Mem­bers of the At­lantic Boy­choir re­flect on what they learned while pre­par­ing for the ‘Christ­mas Truce’ con­cert

The Telegram (St. John’s) - - LOCAL -

“War is un­like any­thing that I can imag­ine as a 14-year-old boy liv­ing in New­found­land to­day. Many of the sol­diers in WW1 were only a cou­ple of years older than me when they wit­nessed the hor­rors of war and that is hard to fathom. The story of the Truce shows me that mu­sic, how­ever, is more pow­er­ful than the weapon of war. The gen­tle melody of “Stille Nacht” brought sol­diers to­gether on that Christ­mas Day in 1914. At that mo­ment, the mu­sic reached their hearts and their souls and took them to a place where peace was pos­si­ble, even if only for one song. It is the ca­pac­ity of mu­sic to break down bar­ri­ers that amazes me most. In our world, we only seem to talk about our dif­fer­ences and this story re­minds us that with mu­sic, there is hope that the im­pos­si­ble can be pos­si­ble, and there can one day be peace be­tween borders.”

– Jack White, 14

“The songs that I’ve learned with the At­lantic Boy­choir have taught me about what hap­pened dur­ing the Christ­mas Truce. On the first Christ­mas of World War One, the Ger­mans and the Al­lies started singing Christ­mas car­ols in their trenches. One of the sol­diers de­cided to leave his trench and crossed No Man’s Land, over to the other side, to give Christ­mas greet­ings. All sol­diers then pro­ceeded to take a break from fight­ing, gifted each other food and other sup­plies and cel­e­brated Christ­mas in peace. They even had a few friendly games of soc­cer. It’s amaz­ing what mu­sic was able to do on that his­toric day, 104 years ago. It pro­moted peace among sol­diers full of con­flict and brought them to­gether. To­day, mu­sic still has an ex­tremely pow­er­ful im­pact on peo­ple of all ages and from dif­fer­ent back­grounds. It can reach mil­lions and it brings us to­gether as one. Be­ing in the At­lantic Boy­choir has taught me this and so much more.”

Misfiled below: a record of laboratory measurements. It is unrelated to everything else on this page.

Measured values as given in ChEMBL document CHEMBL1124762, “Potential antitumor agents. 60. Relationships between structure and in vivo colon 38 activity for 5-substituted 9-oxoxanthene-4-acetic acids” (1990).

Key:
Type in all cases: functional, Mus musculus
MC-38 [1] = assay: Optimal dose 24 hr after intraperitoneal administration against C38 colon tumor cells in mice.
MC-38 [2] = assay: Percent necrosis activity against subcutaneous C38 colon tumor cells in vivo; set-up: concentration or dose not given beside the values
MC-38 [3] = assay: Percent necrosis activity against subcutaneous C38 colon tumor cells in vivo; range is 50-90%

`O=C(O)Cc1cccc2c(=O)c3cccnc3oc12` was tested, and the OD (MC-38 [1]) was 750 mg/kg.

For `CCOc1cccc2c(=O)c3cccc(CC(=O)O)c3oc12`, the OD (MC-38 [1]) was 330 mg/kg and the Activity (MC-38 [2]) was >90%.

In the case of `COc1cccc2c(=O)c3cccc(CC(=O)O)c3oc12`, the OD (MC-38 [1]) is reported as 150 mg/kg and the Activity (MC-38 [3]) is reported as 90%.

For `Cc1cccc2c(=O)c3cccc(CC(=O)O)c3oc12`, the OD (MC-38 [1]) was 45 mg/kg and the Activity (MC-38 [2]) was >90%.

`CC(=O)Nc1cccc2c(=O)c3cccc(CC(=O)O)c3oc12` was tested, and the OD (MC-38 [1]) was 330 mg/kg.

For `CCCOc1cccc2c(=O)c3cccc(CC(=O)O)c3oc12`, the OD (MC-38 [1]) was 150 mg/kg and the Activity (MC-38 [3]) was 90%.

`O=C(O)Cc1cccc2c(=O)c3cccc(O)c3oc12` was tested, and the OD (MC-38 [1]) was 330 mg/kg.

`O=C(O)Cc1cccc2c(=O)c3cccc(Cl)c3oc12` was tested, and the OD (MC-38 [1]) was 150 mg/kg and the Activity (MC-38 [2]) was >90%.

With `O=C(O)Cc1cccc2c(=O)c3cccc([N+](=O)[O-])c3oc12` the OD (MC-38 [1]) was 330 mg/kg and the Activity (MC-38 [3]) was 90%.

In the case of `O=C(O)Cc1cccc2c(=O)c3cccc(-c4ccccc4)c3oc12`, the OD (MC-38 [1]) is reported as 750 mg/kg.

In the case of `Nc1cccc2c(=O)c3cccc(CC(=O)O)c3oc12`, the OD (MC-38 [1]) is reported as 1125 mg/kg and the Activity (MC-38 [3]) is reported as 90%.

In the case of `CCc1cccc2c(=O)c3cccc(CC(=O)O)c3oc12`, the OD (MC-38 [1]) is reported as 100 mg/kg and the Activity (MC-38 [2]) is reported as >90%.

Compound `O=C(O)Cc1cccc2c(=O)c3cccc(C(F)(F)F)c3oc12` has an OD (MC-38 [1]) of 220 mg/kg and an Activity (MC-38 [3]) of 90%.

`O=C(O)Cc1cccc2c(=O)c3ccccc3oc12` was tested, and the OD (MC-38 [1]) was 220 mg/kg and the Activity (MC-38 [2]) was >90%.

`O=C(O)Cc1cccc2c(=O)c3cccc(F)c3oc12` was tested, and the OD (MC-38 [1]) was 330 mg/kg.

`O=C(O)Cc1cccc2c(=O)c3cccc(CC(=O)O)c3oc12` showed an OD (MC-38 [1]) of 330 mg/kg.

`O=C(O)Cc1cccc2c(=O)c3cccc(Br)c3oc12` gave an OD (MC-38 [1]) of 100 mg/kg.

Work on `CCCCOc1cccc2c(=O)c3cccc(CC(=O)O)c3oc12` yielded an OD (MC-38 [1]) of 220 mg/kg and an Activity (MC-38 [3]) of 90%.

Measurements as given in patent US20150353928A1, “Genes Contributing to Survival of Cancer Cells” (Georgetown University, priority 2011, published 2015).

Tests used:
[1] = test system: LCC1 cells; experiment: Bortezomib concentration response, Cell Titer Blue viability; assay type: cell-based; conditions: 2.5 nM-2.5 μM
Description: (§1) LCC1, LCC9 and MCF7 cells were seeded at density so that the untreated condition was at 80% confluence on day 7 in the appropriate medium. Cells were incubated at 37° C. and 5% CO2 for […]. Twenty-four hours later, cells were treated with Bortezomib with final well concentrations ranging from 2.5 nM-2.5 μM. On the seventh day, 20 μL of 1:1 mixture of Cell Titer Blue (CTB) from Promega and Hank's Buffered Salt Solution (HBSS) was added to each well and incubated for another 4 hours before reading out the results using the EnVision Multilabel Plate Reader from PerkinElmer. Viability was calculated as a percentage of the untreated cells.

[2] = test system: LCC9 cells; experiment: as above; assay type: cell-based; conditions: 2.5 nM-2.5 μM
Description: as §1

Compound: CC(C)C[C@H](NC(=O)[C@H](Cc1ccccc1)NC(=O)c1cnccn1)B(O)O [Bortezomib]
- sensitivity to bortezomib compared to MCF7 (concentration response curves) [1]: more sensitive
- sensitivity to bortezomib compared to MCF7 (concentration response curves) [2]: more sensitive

– Keiran Hamill, 13

“I’ve learned a lot about war while pre­par­ing for our per­for­mance of the “Christ­mas Truce.” You can learn a lot from re­search but mu­sic con­veys emo­tions in a way that noth­ing else can. Through learn­ing this mu­sic, I feel that I have a bet­ter un­der­stand­ing of how the sol­diers felt, go­ing off to war to bravely de­fend their coun­try. I can bet­ter ap­pre­ci­ate the sac­ri­fice of the sol­diers and how dev­as­tat­ing it must have been for all the peo­ple wait­ing at home, to see if their hus­bands, sons, broth­ers and cousins and un­cles would re­turn home to them or if their names would be added to the long list of the dead. The “Christ­mas Truce” is par­tic­u­larly mean­ing­ful to my­self and my fam­ily as I had nu­mer­ous rel­a­tives fight in WW1 and WW2. I also re­cently had the hon­our of par­tic­i­pat­ing in the Trail of the Cari­bou pil­grim­age in France and Bel­gium where I walked in my rel­a­tives’ foot­steps where they fought and where one rel­a­tive Ge­orge Brock­le­hurst died in bat­tle. The “Christ­mas Truce” is a trib­ute to all those who didn’t re­turn.”